What's a beekeeper to do? I'm going down but not without a fight. I contacted the EPA who sent two Tennessee Department of Agriculture agents out to "investigate." They questioned me for a bit, and I could tell from their questions that they were looking to pin the losses on me, on varroa mites, on hive beetles...on anything but current agricultural practices. Satisfied that I was not killing my own bees with shoddy beekeeping practices, they concluded that they were "confused."
At my request, they took samples of my honey to test for Roundup, 2,4-D, and imidacloprid (a neonic). This will tell me only whether my honey is contaminated and won't be definitive for what is killing the bees. I checked into having the tests also done by an independent lab, but they charge $100/sample. With dozens of possible suspects, that is beyond my means. If the Tennessee DOA test come back positive, I will quit selling my honey.
Ever the optimist, I provided the Ag agents with copies of university studies and made a very good argument, I thought, for why the agricultural chemicals now in the water, air and soil, and are killing the bees and can't be that good for the rest of us. They stonewalled me and promised to send me the results of the tests. I'm waiting but I'm not holding my breath.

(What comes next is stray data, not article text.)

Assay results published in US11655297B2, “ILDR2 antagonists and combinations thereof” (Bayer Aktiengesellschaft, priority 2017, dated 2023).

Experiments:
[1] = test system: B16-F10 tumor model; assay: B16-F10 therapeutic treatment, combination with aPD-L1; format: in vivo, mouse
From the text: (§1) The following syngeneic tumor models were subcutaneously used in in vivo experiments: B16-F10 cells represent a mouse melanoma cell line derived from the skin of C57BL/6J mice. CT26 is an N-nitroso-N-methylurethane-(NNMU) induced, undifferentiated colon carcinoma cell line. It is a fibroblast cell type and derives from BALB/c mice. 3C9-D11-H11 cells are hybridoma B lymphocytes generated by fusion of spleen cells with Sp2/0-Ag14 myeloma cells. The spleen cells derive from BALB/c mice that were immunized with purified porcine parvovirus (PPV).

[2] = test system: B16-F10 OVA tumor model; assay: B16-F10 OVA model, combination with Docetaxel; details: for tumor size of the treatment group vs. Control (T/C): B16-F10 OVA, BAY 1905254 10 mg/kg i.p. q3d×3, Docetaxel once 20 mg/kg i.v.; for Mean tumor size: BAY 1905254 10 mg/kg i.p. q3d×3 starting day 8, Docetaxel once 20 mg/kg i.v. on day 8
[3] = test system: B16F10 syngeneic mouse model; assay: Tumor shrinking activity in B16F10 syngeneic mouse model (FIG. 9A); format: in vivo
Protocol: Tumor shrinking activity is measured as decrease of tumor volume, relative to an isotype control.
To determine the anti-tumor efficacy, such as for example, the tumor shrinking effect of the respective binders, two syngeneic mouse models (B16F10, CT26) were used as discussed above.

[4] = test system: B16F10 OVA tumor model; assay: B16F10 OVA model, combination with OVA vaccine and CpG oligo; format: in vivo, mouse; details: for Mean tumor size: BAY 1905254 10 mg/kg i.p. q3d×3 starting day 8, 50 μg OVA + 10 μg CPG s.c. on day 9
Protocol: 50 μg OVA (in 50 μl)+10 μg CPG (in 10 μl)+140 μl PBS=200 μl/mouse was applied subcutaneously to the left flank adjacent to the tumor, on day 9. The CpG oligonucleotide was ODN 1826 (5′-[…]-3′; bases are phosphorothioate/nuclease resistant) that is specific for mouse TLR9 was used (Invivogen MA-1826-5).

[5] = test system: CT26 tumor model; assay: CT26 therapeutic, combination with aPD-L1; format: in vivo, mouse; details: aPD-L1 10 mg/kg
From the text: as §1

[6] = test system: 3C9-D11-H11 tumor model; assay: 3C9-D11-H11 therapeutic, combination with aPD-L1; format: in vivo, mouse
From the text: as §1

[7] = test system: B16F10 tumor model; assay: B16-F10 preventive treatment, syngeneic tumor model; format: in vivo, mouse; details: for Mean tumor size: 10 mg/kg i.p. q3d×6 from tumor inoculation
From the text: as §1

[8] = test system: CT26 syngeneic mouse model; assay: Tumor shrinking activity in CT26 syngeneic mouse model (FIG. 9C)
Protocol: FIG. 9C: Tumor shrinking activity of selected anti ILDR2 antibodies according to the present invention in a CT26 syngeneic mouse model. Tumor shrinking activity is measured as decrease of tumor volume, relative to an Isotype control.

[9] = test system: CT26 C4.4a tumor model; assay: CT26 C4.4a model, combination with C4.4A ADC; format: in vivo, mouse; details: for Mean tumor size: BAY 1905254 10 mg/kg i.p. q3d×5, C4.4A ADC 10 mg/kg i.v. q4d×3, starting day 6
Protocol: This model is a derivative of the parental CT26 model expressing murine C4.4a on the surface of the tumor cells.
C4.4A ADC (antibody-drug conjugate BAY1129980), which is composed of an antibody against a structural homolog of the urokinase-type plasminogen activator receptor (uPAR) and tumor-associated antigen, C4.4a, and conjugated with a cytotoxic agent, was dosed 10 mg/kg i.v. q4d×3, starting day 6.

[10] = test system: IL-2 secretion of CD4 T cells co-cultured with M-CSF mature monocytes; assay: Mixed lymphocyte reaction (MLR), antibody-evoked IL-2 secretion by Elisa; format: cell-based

Maybe conventional agriculture will kill itself? The price of corn has bottomed out. More conventional farmers are going out of business, and the only people getting rich are the chemical companies and input sellers. But there is hope. Some conventional farmers are switching over to more organic practices with fewer costly inputs. They're learning that people don't want to eat their pesticide-laced crops no matter how many Monsanto scientists and USDA agents say they're safe. Sure, first we'll have to import enough organic food from places like Denmark and Russia to fill the growing demand, but at some point the lights will go on and the scales will tip. Now, if my bees can only hold out until that sweet day.